Some months after the Somerton Man's body was discovered a copy of the Rubaiyat was handed in to police by a local 'businessman'. The final words “Tamam Shud” had been removed. It was claimed that the book had been thrown into a car parked not far from the beach where the man's body had been found some months before, around the time of the Parafield air show. On the back of the book was the code and at least one telephone number. The phone number X3239 turned out to be that of a nurse called Jessica Ellen Thomson (née Harkness) [Jestyn], who was living at 90A Glenelg Street, not far from the beach where the man's body was found.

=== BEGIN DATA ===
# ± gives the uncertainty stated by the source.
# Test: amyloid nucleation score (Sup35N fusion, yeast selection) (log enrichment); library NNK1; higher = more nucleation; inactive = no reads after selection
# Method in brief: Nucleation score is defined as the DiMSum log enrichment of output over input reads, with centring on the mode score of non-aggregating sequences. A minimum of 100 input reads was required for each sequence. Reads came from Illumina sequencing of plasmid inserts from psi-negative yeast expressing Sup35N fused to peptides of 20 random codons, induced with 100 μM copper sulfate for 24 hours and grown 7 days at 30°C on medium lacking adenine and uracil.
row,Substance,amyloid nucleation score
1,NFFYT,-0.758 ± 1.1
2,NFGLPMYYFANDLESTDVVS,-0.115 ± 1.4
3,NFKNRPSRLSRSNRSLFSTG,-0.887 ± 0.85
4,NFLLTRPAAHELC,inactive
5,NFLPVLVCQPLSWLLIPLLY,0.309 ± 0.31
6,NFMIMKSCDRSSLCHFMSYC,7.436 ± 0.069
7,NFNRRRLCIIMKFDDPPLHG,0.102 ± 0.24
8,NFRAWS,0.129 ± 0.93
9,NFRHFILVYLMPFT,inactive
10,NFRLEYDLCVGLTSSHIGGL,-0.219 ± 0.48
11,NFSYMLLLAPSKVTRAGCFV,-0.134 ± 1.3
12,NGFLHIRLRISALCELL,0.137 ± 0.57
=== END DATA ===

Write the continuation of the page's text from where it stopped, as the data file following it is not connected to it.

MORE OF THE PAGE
The telephone number however wasn't just used by 'Jestyn', it was also used by her "husband", Prosper McTaggart Thomson, for his business. The number has appeared in the local newspaper a number of times. It is therefore possible that the telephone number has nothing to do with Jestyn but was related to her husband's business. It is also possible that the Somerton Man was enquiring about an advert that had been placed in the Advertiser. He could have wanted to hired Prosper's car.
We do not actually know how many telephone numbers were on the back of the book. It is often stated that there was another number on the back of the book, for a local bank, but this is unconfirmed.